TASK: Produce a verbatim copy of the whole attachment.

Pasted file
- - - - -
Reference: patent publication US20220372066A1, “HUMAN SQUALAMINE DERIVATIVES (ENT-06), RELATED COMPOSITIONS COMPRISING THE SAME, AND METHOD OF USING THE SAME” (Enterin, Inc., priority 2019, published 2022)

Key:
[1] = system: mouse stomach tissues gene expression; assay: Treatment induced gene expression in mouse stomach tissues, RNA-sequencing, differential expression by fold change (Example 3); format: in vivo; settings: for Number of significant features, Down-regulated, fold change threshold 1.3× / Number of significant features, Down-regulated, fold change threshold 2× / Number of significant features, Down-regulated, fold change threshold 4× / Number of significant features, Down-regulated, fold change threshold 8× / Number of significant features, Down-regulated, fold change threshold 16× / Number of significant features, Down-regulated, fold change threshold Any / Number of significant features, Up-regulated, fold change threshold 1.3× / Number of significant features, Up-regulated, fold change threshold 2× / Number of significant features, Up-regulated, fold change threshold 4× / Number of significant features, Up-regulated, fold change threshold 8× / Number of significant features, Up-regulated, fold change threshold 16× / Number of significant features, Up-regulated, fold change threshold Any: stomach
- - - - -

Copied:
Reference: patent publication US20220372066A1, “HUMAN SQUALAMINE DERIVATIVES (ENT-06), RELATED COMPOSITIONS COMPRISING THE SAME, AND METHOD OF USING THE SAME” (Enterin, Inc., priority 2019, published 2022)

Key:
[1] = system: mouse stomach tissues gene expression; assay: Treatment induced gene expression in mouse stomach tissues, RNA-sequencing, differential expression by fold change (Example 3); format: in vivo; settings: for Number of significant features, Down-regulated, fold change threshold 1.3× / Number of significant features, Down-regulated, fold change threshold 2× / Number of significant features, Down-regulated, fold change threshold 4× / Number of significant features, Down-regulated, fold change threshold 8× / Number of significant features, Down-regulated, fold change threshold 16× / Number of significant features, Down-regulated, fold change threshold Any / Number of significant features, Up-regulated, fold change threshold 1.3× / Number of significant features, Up-regulated, fold change threshold 2× / Number of significant features, Up-regulated, fold change threshold 4× / Number of significant features, Up-regulated, fold change threshold 8× / Number of significant features, Up-regulated, fold change threshold 16× / Number of significant features, Up-regulated, fold change threshold Any: stomach